Seattle-area residents should avoid several coronavirus testing operations that have popped up around King County and that may not be holding patient data securely and may not be giving accurate test results, the public health department warned Thursday.
The small number of “unusual” testing sites have been reported in Green Lake Park, Gas Works Park, Ballard and in Capitol Hill, Public Health – Seattle & King County said. The agency has also received a report of a door-to-door operation in Auburn.
The sites in Seattle have been seen as pop-ups, little more than a folding table and signs, the health department said.
Public Health said they’ve observed staff at those sites offering tests without using personal protective equipment and storing patient personal information “insecurely.”
The sites are also promoting their tests as free, Public Health said, but fine print in their paperwork indicates that people could be billed. Testing staff have also claimed, falsely, to be “with public health,” the health department said.
What’s more, the testing lab that the pop-up sites use has not sent any positive test results to either the local or the state health departments, even after several weeks of operation, “raising concerns” they may not be properly testing the specimens they collect, Public Health said.
All the Seattle sites are operated by the same organization, Community Wellness America, Public Health said.
Steve Sterling, a San Diego-based acupuncture physician who is the CEO of Community Wellness America, said they’re operating testing sites in at least 11 states, including Washington, and conduct 3,000 to 5,000 tests a day.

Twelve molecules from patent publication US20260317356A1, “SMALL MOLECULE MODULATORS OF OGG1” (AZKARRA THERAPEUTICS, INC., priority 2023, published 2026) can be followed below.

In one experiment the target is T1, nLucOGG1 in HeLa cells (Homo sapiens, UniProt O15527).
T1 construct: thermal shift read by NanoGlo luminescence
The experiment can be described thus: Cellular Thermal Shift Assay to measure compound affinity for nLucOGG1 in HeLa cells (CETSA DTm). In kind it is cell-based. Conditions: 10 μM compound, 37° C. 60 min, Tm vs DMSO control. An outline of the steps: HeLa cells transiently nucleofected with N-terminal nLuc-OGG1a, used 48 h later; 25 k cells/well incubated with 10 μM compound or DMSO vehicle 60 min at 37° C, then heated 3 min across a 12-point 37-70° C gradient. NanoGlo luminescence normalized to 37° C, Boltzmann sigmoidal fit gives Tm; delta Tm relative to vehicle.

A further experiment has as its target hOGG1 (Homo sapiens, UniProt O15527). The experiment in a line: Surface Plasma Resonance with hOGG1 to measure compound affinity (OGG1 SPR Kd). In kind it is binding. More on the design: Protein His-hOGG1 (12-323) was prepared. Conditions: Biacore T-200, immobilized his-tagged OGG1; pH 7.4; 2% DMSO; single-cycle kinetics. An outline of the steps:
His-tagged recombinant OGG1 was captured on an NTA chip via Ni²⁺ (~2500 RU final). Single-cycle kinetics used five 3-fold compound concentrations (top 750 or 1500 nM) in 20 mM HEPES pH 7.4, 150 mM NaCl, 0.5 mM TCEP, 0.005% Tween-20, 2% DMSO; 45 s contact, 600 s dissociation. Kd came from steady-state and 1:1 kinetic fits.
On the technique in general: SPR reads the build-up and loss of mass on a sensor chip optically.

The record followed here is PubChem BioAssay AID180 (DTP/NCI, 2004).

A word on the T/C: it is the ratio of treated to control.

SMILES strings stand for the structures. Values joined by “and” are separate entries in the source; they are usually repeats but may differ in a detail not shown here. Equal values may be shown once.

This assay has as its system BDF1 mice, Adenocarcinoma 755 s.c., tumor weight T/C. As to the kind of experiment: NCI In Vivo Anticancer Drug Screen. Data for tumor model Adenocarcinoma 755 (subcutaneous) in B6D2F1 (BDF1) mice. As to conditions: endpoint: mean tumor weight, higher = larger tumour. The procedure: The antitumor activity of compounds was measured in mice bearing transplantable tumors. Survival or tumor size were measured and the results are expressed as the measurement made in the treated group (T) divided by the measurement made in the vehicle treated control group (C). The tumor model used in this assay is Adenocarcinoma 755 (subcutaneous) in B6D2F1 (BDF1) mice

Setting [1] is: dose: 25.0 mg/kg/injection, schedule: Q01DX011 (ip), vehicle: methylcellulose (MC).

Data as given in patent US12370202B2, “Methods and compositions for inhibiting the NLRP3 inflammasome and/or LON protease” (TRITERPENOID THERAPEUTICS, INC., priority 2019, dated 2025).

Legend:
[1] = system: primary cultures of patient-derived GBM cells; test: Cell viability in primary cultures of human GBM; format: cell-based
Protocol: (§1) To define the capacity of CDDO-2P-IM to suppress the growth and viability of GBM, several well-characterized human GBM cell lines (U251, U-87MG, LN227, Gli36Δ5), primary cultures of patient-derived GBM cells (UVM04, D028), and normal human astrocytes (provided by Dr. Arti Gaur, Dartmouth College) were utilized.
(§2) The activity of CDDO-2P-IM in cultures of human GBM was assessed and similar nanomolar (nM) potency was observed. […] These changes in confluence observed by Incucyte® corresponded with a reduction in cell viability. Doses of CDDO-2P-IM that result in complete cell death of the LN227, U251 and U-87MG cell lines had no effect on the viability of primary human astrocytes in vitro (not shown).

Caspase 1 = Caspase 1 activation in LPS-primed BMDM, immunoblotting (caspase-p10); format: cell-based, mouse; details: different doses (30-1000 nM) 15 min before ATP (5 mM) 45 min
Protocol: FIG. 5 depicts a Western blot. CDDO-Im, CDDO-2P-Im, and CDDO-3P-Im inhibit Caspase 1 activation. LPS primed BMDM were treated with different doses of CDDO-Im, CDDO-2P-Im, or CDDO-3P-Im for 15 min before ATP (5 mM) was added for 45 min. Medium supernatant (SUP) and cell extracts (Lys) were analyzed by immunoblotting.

He said they’d partnered with a petition signature-gathering firm to staff the testing sites.
“Since the election is over, these people have been out of work,” Sterling said. “It seemed like a no-brainer to see how we could repurpose people.”
He said all testing staff have received instructional training in patient privacy and in testing procedures.
He said tests come with no out-of-pocket expenses for patients, but they do collect insurance information.
“All the people I’ve been in contact with said we’ve been in good compliance and haven’t had any problems,” Sterling said.
In Auburn, Public Health received reports that two people were going door-to-door promoting testing services and falsely saying they were sent by the health department and the governor.
“They also claimed they were nurses but did not show ID when asked,” Public Health wrote.
Public Health – Seattle & King County said it does not have regulatory authority over the testing operations but they have made formal complaints with the state Department of Health and the state attorney general.
“Everyone should be aware that these testing operations found in Seattle and Auburn are not supported or endorsed by Public Health – Seattle & King County or the Washington State Department of Health,” Public Health wrote. “If you have received a COVID test from an operation with these concerning practices, the results may not be accurate, and you should consider getting retested, especially if you were known to be exposed or had symptoms.”
Free coronavirus testing sites continue to be widely available throughout King County.
“COVID-19 testing remains essential, and people who have symptoms or who have been exposed should get tested promptly,” said Dr. Jeff Duchin, health officer for Public Health – Seattle & King County. “We have many free testing options in King County that provide reliable results. People need to be aware of unusual testing offers that may not be trustworthy.”